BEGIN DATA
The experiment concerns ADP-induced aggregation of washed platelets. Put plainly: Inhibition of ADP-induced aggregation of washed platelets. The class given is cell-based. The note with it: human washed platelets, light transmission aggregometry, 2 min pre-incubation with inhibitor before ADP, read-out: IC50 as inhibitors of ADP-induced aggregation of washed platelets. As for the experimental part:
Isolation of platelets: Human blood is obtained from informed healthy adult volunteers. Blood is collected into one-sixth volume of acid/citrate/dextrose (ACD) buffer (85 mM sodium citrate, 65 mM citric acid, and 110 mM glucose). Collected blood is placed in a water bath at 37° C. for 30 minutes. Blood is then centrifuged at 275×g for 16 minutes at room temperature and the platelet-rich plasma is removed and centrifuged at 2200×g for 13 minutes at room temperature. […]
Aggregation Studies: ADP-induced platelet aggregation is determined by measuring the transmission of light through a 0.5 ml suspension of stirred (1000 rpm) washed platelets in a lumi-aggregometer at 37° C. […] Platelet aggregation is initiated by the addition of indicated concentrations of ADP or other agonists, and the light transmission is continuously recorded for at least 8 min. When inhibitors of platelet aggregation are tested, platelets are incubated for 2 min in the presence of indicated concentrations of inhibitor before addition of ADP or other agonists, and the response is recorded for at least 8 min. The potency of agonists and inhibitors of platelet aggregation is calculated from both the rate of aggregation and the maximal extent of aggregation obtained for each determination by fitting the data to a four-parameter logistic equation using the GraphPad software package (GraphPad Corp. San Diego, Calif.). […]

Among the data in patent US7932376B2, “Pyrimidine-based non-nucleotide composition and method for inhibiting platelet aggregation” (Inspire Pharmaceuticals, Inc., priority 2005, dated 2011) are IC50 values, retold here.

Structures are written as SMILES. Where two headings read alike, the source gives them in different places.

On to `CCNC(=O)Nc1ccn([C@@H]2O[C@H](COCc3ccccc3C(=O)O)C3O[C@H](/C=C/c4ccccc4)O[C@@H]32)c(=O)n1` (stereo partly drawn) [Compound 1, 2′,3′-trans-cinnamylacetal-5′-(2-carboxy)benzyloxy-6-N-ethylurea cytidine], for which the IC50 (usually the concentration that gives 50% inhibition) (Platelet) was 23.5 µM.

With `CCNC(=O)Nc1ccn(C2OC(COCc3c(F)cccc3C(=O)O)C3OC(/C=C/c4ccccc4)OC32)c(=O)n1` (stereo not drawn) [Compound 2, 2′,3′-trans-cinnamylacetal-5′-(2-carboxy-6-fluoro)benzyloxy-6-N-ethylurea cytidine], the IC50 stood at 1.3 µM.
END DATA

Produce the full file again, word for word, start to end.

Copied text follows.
The experiment concerns ADP-induced aggregation of washed platelets. Put plainly: Inhibition of ADP-induced aggregation of washed platelets. The class given is cell-based. The note with it: human washed platelets, light transmission aggregometry, 2 min pre-incubation with inhibitor before ADP, read-out: IC50 as inhibitors of ADP-induced aggregation of washed platelets. As for the experimental part:
Isolation of platelets: Human blood is obtained from informed healthy adult volunteers. Blood is collected into one-sixth volume of acid/citrate/dextrose (ACD) buffer (85 mM sodium citrate, 65 mM citric acid, and 110 mM glucose). Collected blood is placed in a water bath at 37° C. for 30 minutes. Blood is then centrifuged at 275×g for 16 minutes at room temperature and the platelet-rich plasma is removed and centrifuged at 2200×g for 13 minutes at room temperature. […]
Aggregation Studies: ADP-induced platelet aggregation is determined by measuring the transmission of light through a 0.5 ml suspension of stirred (1000 rpm) washed platelets in a lumi-aggregometer at 37° C. […] Platelet aggregation is initiated by the addition of indicated concentrations of ADP or other agonists, and the light transmission is continuously recorded for at least 8 min. When inhibitors of platelet aggregation are tested, platelets are incubated for 2 min in the presence of indicated concentrations of inhibitor before addition of ADP or other agonists, and the response is recorded for at least 8 min. The potency of agonists and inhibitors of platelet aggregation is calculated from both the rate of aggregation and the maximal extent of aggregation obtained for each determination by fitting the data to a four-parameter logistic equation using the GraphPad software package (GraphPad Corp. San Diego, Calif.). […]

Among the data in patent US7932376B2, “Pyrimidine-based non-nucleotide composition and method for inhibiting platelet aggregation” (Inspire Pharmaceuticals, Inc., priority 2005, dated 2011) are IC50 values, retold here.

Structures are written as SMILES. Where two headings read alike, the source gives them in different places.

On to `CCNC(=O)Nc1ccn([C@@H]2O[C@H](COCc3ccccc3C(=O)O)C3O[C@H](/C=C/c4ccccc4)O[C@@H]32)c(=O)n1` (stereo partly drawn) [Compound 1, 2′,3′-trans-cinnamylacetal-5′-(2-carboxy)benzyloxy-6-N-ethylurea cytidine], for which the IC50 (usually the concentration that gives 50% inhibition) (Platelet) was 23.5 µM.

With `CCNC(=O)Nc1ccn(C2OC(COCc3c(F)cccc3C(=O)O)C3OC(/C=C/c4ccccc4)OC32)c(=O)n1` (stereo not drawn) [Compound 2, 2′,3′-trans-cinnamylacetal-5′-(2-carboxy-6-fluoro)benzyloxy-6-N-ethylurea cytidine], the IC50 stood at 1.3 µM.